Color Wheel Basics

When shopping for paint, remember to bring your cushions, fabric, wall or floor covering samples with you. While you're in your local Diamond Vogel Paint Store, use the take home chips in the ColorEssentials display to locate your accessory colors as well. Assemble a collection of paint chips that best represents the colors found in your decor. Create your own mini-fandeck comprised of your personal color pallette and take it with you every time you shop for your home decorating needs.


Monochromatic Schemes

Mono – it means one. Monochromatic schemes utilize color from the same family on the wheel. This will include all the light tints, dark shades as well as the clean and muted versions of that color family.

Hint: Use variations of the same color in accent pieces - fabrics or carpet in other rooms - to tie everything together.


Triadic Schemes

Triadic schemes use three colors that are equally spaced from each other on the color wheel. Similar color values can be used, such as primary colors for children's rooms. Colors can also be arranged in varying degrees with one color dominant, another color as secondary and the third color as an accent.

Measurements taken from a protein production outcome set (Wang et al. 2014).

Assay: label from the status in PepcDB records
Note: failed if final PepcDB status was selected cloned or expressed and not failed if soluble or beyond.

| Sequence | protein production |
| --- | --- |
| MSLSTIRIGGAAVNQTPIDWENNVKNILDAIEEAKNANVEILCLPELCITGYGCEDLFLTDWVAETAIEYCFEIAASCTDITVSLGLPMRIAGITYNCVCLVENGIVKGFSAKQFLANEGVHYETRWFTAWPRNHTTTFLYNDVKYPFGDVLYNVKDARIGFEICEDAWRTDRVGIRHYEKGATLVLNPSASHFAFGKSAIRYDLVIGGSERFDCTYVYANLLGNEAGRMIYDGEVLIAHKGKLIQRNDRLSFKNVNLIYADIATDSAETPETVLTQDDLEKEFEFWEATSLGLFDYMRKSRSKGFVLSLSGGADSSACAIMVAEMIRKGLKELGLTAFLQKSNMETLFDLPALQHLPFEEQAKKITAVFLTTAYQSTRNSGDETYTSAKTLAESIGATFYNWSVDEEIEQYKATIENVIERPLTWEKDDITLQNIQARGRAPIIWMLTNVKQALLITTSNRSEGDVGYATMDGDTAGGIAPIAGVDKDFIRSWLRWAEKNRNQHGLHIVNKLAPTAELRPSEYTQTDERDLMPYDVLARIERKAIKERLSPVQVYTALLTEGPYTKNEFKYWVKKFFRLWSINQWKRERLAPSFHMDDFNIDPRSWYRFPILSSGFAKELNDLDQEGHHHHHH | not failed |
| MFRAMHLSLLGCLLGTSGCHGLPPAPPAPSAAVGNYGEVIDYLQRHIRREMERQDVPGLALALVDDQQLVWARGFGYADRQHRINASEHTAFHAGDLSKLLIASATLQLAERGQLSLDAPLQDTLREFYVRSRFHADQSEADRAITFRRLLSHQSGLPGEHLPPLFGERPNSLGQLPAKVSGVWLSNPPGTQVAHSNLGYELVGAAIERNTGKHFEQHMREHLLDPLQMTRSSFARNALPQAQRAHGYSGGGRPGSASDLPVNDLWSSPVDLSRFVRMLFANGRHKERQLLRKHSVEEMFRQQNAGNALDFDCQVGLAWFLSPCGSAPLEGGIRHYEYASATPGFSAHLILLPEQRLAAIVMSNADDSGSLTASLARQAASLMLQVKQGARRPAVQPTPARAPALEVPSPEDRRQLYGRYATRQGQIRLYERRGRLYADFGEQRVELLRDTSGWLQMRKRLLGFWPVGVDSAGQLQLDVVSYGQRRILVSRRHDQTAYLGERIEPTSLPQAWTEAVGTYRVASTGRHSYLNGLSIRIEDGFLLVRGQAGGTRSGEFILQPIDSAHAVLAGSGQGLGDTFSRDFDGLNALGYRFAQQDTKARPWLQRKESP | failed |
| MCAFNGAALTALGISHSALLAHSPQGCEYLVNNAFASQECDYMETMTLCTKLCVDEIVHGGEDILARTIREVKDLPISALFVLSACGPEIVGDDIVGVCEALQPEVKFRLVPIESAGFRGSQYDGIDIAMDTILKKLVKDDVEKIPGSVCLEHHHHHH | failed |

Hint: A bit of black in a room will enhance all of the other colors in a space.

Split Complimentary

Split Complementary Schemes

Split Complementary color schemes combine the two colors on either side of a color's complement. This combination of colors adds variety to a room in a pleasant but active way.

Hint: To enliven the space, try adding a tint of the wall color's complement to ceiling or trim.


Complementary Schemes

Complementary color schemes use colors opposite each other on the color wheel. Used together, this combination of warm and cool colors creates excitement and energizes any decor. Opposite colors are perfect as accent colors in a neutral decor.

Hint: Consider using a single color on your walls and then add pizzazz with accessories like cushions, flowers, vases and lamps. In complementary colors of course!


Analogous Schemes

Analogous schemes use colors of the same temperature near each other on the wheel. These schemes evoke a specific mood, such as calm and tranquil or warm and inviting.

Hint: The floor is the fifth wall of your house and probably the most costly area to modify. Take fixed surfaces such as floors, fireplaces and fixtures into account when decorating. Color can enhance or down play a fixed feature in a room.

Double Complimentary

Double Complementary Schemes

Double Complementary color schemes are created by using colors that are next to each other and then finding their opposites on the color wheel.

Hint: To achieve color balance in any color scheme, try the 60/30/10 approach. The largest color area is the walls, which account for 60 percent of a room's color. The second largest color areas, 30 percent, will include window treatments, upholstery or floor coverings. Accents make up the remaining 10 percent of color in a room.